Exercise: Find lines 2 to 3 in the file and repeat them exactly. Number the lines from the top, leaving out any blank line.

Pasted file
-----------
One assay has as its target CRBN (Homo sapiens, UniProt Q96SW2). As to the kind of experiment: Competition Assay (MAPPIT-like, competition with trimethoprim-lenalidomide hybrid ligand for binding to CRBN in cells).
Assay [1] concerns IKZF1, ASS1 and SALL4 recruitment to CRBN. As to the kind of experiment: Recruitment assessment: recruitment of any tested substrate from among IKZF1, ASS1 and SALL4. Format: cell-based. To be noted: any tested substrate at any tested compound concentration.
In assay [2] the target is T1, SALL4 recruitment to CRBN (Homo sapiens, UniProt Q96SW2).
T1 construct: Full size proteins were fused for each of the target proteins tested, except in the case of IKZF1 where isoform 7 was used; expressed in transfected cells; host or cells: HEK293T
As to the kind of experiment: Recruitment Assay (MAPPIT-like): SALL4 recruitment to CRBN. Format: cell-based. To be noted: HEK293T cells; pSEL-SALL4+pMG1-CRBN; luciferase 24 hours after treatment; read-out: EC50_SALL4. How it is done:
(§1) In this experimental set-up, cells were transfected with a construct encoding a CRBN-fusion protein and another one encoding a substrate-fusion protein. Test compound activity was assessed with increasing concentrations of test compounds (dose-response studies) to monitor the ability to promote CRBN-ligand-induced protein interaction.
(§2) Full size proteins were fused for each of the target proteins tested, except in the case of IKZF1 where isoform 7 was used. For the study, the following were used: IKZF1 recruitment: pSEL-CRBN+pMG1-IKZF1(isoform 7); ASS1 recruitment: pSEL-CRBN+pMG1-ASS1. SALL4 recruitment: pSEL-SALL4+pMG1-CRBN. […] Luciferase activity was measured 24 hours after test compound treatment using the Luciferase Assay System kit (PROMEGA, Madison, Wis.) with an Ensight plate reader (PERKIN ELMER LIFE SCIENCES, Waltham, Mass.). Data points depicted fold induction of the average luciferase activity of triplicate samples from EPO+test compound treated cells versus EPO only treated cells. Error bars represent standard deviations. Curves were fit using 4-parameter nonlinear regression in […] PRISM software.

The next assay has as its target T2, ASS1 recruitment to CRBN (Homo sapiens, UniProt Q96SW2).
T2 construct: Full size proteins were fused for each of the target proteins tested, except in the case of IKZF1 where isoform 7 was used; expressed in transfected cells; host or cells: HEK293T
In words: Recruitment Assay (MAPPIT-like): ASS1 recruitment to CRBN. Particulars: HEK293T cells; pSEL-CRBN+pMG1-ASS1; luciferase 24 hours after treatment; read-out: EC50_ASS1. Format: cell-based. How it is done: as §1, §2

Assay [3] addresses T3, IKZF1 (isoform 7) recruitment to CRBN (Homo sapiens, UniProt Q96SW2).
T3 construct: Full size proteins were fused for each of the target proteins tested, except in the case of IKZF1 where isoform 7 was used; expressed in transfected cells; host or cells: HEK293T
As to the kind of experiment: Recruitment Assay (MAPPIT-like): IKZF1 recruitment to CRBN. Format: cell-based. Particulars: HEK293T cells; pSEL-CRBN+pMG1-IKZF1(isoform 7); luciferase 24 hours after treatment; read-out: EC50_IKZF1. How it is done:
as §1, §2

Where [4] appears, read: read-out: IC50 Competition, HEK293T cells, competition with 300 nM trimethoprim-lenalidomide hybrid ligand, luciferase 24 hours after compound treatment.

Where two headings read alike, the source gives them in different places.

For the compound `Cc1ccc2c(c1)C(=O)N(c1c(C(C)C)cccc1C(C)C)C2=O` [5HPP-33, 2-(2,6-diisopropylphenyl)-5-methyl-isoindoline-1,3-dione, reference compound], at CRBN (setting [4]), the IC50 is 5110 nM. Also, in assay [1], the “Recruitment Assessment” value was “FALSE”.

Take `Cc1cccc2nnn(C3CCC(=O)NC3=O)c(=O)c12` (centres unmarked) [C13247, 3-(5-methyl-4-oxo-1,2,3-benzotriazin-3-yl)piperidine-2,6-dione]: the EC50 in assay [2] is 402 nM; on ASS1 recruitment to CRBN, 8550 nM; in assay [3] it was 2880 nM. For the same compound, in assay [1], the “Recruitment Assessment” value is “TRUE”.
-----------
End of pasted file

Assay [1] concerns IKZF1, ASS1 and SALL4 recruitment to CRBN. As to the kind of experiment: Recruitment assessment: recruitment of any tested substrate from among IKZF1, ASS1 and SALL4. Format: cell-based. To be noted: any tested substrate at any tested compound concentration.
In assay [2] the target is T1, SALL4 recruitment to CRBN (Homo sapiens, UniProt Q96SW2).